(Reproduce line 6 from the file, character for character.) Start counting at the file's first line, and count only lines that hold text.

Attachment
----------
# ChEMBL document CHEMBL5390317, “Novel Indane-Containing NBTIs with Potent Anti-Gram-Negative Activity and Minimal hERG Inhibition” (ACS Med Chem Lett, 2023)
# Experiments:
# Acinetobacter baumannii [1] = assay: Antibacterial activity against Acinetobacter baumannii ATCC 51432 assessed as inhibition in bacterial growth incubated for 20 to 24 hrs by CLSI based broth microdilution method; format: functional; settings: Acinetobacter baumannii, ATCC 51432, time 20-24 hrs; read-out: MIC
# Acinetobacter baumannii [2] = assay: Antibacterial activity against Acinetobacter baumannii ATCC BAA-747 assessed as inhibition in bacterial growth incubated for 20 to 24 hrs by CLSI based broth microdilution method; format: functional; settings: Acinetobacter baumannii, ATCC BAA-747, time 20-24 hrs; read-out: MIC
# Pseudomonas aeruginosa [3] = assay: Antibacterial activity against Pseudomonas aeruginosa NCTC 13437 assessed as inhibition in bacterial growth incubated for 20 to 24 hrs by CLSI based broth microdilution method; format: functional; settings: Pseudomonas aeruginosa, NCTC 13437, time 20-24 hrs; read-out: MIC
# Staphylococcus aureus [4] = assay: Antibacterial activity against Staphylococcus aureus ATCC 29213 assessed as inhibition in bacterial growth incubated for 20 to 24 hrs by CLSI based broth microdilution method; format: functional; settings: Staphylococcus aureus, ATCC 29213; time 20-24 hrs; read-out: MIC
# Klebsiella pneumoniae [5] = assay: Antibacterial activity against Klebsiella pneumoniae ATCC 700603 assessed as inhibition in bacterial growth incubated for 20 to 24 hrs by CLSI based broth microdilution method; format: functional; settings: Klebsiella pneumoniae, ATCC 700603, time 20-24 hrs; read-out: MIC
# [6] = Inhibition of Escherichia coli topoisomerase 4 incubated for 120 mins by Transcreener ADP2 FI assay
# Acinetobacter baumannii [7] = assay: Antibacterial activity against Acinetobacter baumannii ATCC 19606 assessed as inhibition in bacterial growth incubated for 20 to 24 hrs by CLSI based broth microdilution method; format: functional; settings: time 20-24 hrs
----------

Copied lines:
# Staphylococcus aureus [4] = assay: Antibacterial activity against Staphylococcus aureus ATCC 29213 assessed as inhibition in bacterial growth incubated for 20 to 24 hrs by CLSI based broth microdilution method; format: functional; settings: Staphylococcus aureus, ATCC 29213; time 20-24 hrs; read-out: MIC